"Dapat i-remedy nila, otherwise di [sila] bibigyan ng permit," he pointed out.

According to Aratas, the company managed to plug the leak last September, but its operations remain suspended pending the clean-up of the mining spill.

In early October, President Aquino referred to the mining disaster, without naming Philex directly, when he told the Foreign Correspondents Association of the Philippines that reforms were needed in the mining law:

"In terms of revenues, our position is government gets something like less than 10 percent of what they (mining companies) make. But we have a hundred percent if there is a problem that crops up, meaning, for instance, one of the oldest firms - of mining firms - in the country suffered multiple failures of their tailings pond, and that redounds to quite a significant impact on the environment.

"We still stick with our position that there has to be a reformulation of the governing law with regards to the mining industry. And we would rather not continue the situation or also the risks until the remedies or the corrections in the mining laws will be corrected." - YA/HS, GMA News

5 mine firms bond for spill cleanup

Philippine Daily Inquirer

14 November 2012

BAGUIO CITY-An official of the Philippine Mine Safety and Environment Association (PMSEA) said engineers and geologists from at least five mining companies in the country will help in the rehabilitation of the waterways contaminated by wastes that leaked from the tailings pond of Philex Mining Corp. in Benguet in August.

Louie Sarmiento, PMSEA president, said the mining industry was sad about the situation of Philex, a major gold and copper producer, because the company is considered a model for responsible mining in the Philippines.

In September, Department of Environment and Natural Resources officials said Philex could face about P1 billion in fines for the spills in its Padcal facility in Itogon town. Philex disputed the figure.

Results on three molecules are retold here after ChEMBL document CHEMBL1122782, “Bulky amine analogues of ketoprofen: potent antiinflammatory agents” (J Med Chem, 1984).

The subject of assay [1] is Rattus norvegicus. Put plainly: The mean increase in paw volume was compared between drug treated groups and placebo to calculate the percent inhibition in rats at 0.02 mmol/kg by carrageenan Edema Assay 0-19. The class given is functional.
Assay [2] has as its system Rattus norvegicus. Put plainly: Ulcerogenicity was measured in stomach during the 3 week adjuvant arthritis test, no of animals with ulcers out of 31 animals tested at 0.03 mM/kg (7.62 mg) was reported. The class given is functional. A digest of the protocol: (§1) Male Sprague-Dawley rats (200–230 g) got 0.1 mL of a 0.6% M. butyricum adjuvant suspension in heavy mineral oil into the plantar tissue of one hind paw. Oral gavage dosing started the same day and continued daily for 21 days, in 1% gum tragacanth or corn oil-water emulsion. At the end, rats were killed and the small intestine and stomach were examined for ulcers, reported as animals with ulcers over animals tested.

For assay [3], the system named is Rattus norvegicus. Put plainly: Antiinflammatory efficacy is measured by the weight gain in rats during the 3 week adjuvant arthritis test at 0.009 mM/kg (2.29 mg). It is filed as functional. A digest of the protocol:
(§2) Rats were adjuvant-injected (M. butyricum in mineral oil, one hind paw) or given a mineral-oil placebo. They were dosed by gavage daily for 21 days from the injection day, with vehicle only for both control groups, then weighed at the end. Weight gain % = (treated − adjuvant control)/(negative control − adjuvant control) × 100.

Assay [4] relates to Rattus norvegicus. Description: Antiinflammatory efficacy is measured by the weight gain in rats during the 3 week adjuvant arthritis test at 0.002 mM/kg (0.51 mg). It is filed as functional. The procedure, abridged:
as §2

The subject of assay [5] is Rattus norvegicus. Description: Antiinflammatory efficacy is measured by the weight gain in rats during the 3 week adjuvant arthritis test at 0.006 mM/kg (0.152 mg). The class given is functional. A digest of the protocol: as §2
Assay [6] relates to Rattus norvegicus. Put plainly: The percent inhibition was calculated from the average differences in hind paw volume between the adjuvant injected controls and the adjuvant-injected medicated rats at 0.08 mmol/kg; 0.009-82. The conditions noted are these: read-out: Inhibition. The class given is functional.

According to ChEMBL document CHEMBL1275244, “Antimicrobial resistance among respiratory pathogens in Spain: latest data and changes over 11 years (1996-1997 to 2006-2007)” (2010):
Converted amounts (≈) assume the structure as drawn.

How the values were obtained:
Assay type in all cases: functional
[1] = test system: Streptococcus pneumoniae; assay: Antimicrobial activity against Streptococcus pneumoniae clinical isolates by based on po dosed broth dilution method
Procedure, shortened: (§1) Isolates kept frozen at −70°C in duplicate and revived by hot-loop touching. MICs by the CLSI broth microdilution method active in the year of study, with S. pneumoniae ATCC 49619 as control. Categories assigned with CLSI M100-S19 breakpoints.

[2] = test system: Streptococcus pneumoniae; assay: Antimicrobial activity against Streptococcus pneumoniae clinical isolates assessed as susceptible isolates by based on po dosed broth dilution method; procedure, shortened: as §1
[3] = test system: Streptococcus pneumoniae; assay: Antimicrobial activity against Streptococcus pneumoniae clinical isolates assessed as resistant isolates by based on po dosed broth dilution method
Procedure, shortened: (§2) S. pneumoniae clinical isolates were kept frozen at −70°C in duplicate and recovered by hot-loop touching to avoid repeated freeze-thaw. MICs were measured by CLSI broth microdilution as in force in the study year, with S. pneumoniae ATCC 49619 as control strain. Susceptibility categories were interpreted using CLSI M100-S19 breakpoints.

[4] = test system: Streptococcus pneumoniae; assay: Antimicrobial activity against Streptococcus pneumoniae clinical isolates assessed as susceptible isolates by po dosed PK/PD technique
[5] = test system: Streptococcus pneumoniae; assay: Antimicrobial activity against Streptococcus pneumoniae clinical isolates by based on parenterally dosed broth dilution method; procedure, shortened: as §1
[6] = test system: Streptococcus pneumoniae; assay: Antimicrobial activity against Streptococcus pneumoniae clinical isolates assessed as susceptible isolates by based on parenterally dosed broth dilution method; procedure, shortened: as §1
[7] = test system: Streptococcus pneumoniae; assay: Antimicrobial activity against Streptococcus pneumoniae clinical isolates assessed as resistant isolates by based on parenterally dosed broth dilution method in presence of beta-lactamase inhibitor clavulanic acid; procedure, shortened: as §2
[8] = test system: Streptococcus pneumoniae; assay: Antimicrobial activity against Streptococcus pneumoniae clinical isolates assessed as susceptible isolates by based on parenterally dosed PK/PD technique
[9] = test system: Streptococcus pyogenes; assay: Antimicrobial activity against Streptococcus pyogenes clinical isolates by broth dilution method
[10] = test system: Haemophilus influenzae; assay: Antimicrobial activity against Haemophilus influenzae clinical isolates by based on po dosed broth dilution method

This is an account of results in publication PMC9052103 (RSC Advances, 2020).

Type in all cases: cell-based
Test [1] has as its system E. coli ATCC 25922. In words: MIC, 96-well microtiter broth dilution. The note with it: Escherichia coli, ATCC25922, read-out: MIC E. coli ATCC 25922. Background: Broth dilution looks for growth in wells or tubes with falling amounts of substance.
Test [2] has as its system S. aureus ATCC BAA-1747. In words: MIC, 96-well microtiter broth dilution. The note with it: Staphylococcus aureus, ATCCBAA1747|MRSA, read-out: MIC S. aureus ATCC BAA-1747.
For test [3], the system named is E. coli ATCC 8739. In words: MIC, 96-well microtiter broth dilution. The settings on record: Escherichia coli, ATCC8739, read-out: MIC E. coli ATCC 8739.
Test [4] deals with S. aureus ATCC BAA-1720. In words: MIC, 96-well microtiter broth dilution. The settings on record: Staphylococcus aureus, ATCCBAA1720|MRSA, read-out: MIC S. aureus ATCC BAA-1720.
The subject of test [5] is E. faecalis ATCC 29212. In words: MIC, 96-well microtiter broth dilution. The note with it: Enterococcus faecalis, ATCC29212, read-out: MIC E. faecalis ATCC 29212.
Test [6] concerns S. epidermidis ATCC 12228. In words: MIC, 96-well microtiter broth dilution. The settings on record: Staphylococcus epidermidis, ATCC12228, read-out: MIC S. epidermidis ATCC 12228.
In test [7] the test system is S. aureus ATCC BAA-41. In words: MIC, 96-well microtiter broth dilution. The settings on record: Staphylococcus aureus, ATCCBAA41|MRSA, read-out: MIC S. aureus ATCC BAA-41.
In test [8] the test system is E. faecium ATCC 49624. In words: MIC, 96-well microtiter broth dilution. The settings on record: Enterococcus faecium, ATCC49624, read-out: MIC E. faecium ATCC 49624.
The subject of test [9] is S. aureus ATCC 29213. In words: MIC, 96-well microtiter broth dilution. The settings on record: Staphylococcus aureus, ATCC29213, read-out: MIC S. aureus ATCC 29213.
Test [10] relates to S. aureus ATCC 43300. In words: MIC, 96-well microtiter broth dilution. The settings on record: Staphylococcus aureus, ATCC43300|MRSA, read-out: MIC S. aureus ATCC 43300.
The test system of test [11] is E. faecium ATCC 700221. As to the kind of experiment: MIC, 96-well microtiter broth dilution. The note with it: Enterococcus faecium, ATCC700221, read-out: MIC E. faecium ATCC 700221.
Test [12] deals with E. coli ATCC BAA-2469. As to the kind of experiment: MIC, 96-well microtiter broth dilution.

Sarmiento said no one wanted the accident to happen.

"As an organization, we are saddened because Philex is one of the most responsible mining companies in the country, and we never wanted that kind of accident to happen. It's a good thing that we have a committee now that will help address this problem and which offered the technical assistance to them," Sarmiento said in a press forum on Tuesday to announce the holding of the annual mine safety conference here this week.

Sarmiento said officials of some mining companies were bothered by the Philex incident and suggested that the conference not be held in Baguio.

"A month before the conference, many were asking why we had to hold the conference in Baguio, and we said we do not want to run away from the problem. We are here to reaffirm our commitment," Sarmiento said.

He said experts from several mining companies have volunteered their services to help in the cleanup of Balog Creek in Itogon, where the wastes were discharged, and in the design and other technical aspects of the waste disposal system of Philex.

Balog Creek is a tributary of Agno River, which is the source of water of San Roque Dam in San Manuel, Pangasinan.

Sarmiento commended Philex for admitting responsibility for the leak and for exerting efforts to plug the leak in its Tailings Pond No. 3. The firm had also committed to clean up and rehabilitate the waterways where the tailings were discharged.